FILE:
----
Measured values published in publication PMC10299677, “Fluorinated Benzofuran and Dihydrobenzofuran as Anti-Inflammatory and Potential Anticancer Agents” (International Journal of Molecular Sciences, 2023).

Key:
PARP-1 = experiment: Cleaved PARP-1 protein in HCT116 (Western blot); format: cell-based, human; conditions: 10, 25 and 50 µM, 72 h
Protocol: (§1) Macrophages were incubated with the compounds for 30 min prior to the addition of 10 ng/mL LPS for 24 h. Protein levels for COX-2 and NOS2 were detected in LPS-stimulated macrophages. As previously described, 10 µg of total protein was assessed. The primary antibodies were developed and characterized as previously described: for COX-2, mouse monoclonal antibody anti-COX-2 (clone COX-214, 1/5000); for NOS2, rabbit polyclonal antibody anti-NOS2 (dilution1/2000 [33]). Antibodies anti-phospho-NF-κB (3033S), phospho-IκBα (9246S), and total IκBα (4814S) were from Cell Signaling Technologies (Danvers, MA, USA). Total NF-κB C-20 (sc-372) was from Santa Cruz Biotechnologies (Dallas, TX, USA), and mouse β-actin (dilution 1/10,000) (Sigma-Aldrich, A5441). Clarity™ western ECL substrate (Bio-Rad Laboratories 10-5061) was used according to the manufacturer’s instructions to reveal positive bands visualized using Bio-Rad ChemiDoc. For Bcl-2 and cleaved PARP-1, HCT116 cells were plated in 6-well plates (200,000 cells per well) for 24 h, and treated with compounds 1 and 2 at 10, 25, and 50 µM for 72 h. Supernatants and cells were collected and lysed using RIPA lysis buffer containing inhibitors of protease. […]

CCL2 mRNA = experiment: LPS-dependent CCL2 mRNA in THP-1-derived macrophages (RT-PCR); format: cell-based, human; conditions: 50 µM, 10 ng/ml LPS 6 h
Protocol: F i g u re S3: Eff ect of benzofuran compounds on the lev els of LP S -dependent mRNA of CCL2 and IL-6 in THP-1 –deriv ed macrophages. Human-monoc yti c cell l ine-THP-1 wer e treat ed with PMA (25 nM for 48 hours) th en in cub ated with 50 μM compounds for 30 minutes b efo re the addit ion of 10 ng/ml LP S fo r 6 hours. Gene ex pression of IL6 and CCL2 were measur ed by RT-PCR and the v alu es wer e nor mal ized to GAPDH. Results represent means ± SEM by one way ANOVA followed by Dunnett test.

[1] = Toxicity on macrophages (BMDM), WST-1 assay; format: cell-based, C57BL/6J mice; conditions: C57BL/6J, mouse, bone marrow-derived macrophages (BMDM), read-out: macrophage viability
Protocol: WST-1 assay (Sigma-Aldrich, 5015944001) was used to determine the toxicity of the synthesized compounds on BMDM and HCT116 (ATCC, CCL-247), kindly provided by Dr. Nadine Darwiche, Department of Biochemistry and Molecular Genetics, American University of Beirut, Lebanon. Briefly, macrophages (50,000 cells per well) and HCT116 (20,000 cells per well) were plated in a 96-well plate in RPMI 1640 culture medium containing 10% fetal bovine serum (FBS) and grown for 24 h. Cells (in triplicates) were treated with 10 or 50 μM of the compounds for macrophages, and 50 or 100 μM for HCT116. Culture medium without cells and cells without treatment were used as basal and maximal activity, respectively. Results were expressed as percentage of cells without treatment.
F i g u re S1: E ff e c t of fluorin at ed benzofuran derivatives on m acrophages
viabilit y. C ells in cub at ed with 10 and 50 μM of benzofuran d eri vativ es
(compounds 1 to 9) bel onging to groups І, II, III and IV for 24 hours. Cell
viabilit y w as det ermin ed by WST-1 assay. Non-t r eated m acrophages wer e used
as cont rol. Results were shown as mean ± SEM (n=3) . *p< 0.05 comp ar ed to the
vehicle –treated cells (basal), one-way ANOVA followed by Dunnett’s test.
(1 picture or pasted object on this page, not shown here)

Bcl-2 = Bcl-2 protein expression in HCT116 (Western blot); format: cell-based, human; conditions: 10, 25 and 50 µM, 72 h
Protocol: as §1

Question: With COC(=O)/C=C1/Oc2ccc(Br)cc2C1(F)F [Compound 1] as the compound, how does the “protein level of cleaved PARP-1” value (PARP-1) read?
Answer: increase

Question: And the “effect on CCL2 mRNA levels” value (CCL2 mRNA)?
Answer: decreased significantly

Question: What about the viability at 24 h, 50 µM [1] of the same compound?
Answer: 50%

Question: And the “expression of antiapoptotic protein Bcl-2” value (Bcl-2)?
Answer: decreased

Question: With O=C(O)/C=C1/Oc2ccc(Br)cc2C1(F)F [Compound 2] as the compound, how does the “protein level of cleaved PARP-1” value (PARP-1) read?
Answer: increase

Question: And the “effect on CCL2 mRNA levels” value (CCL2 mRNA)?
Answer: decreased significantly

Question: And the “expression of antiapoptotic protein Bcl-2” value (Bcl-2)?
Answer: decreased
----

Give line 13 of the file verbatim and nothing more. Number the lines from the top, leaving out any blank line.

as cont rol. Results were shown as mean ± SEM (n=3) . *p< 0.05 comp ar ed to the